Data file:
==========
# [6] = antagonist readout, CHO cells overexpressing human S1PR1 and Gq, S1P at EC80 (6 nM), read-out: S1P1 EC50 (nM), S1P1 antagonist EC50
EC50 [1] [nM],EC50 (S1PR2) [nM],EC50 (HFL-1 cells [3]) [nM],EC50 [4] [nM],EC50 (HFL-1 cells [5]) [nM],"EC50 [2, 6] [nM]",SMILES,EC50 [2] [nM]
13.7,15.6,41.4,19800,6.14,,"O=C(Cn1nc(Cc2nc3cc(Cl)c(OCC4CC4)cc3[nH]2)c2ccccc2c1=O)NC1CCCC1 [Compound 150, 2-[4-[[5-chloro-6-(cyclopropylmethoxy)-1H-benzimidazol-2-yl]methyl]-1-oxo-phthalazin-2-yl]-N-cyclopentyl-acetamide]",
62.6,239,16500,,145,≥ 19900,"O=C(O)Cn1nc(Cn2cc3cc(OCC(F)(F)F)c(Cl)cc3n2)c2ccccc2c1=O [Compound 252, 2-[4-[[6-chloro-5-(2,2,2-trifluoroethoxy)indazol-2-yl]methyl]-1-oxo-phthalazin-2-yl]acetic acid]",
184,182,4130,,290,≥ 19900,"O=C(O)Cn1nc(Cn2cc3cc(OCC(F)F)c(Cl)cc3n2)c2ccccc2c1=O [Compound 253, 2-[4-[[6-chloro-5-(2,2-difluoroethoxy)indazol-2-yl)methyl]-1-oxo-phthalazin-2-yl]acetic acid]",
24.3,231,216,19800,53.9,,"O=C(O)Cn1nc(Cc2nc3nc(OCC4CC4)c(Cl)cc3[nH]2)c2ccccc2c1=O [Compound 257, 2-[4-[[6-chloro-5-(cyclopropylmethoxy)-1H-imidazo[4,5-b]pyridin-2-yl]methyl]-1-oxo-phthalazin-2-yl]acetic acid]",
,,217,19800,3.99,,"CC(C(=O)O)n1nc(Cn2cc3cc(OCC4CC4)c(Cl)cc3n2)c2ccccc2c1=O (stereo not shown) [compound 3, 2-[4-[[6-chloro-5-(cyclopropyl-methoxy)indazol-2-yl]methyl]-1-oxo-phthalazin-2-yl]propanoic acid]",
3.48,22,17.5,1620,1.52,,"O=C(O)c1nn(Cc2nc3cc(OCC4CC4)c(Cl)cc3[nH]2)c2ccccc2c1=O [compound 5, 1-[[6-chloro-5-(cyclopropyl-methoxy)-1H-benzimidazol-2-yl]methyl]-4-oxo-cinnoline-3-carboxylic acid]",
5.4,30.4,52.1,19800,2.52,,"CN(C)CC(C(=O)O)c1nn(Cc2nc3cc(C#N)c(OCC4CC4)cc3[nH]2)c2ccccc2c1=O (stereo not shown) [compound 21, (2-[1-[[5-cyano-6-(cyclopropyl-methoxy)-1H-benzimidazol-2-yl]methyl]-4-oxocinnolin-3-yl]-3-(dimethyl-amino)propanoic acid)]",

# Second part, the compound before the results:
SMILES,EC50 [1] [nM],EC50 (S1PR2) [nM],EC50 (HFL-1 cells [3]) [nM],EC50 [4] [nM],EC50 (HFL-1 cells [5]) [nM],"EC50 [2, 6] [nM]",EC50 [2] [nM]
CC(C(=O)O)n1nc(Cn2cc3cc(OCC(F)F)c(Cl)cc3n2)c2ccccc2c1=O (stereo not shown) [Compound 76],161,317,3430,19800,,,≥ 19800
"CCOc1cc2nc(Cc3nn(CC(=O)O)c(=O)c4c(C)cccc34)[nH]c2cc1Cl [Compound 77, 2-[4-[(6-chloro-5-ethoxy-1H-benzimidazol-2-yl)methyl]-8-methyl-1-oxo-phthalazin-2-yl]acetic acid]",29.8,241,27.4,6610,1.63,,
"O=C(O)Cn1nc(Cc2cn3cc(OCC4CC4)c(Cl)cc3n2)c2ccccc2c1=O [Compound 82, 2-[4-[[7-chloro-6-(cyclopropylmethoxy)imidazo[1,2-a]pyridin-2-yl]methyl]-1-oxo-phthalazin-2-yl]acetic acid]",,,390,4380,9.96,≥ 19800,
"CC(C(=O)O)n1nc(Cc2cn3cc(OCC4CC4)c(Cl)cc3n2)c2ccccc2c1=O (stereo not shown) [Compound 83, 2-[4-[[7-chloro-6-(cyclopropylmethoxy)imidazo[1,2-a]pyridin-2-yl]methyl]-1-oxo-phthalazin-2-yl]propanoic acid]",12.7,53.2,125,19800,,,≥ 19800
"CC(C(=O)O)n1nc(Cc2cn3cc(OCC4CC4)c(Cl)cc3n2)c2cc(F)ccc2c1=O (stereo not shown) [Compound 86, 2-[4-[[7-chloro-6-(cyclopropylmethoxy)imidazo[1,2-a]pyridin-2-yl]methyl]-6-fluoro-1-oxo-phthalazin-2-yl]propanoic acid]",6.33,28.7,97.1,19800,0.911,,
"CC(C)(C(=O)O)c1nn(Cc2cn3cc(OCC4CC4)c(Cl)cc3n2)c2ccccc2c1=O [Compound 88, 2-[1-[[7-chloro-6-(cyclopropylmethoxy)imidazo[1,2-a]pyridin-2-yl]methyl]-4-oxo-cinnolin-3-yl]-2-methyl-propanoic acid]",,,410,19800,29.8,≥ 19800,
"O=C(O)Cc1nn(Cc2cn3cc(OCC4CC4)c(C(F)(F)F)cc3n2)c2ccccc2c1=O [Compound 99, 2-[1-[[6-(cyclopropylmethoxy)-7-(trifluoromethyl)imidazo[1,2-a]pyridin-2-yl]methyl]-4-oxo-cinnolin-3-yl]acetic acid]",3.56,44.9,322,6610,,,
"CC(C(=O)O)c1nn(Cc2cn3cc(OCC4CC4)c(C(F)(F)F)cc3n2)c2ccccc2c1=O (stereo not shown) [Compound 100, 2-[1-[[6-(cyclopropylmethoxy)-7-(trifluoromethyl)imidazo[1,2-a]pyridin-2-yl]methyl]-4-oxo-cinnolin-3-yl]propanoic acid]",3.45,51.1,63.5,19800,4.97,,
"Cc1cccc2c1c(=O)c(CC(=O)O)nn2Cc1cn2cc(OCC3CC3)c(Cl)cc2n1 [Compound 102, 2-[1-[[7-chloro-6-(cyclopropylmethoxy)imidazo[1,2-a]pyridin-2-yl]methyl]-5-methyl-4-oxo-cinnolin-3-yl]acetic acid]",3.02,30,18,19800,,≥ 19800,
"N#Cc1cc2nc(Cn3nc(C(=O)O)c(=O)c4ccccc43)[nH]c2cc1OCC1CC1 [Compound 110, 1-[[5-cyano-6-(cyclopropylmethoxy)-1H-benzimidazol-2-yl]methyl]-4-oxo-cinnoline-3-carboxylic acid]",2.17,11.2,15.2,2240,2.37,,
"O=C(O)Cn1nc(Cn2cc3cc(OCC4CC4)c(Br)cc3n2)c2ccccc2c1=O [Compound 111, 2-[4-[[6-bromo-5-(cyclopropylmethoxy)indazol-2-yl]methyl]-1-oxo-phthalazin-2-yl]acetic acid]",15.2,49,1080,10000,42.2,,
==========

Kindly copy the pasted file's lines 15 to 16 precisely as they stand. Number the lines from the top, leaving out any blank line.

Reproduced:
"CC(C(=O)O)n1nc(Cc2cn3cc(OCC4CC4)c(Cl)cc3n2)c2ccccc2c1=O (stereo not shown) [Compound 83, 2-[4-[[7-chloro-6-(cyclopropylmethoxy)imidazo[1,2-a]pyridin-2-yl]methyl]-1-oxo-phthalazin-2-yl]propanoic acid]",12.7,53.2,125,19800,,,≥ 19800
"CC(C(=O)O)n1nc(Cc2cn3cc(OCC4CC4)c(Cl)cc3n2)c2cc(F)ccc2c1=O (stereo not shown) [Compound 86, 2-[4-[[7-chloro-6-(cyclopropylmethoxy)imidazo[1,2-a]pyridin-2-yl]methyl]-6-fluoro-1-oxo-phthalazin-2-yl]propanoic acid]",6.33,28.7,97.1,19800,0.911,,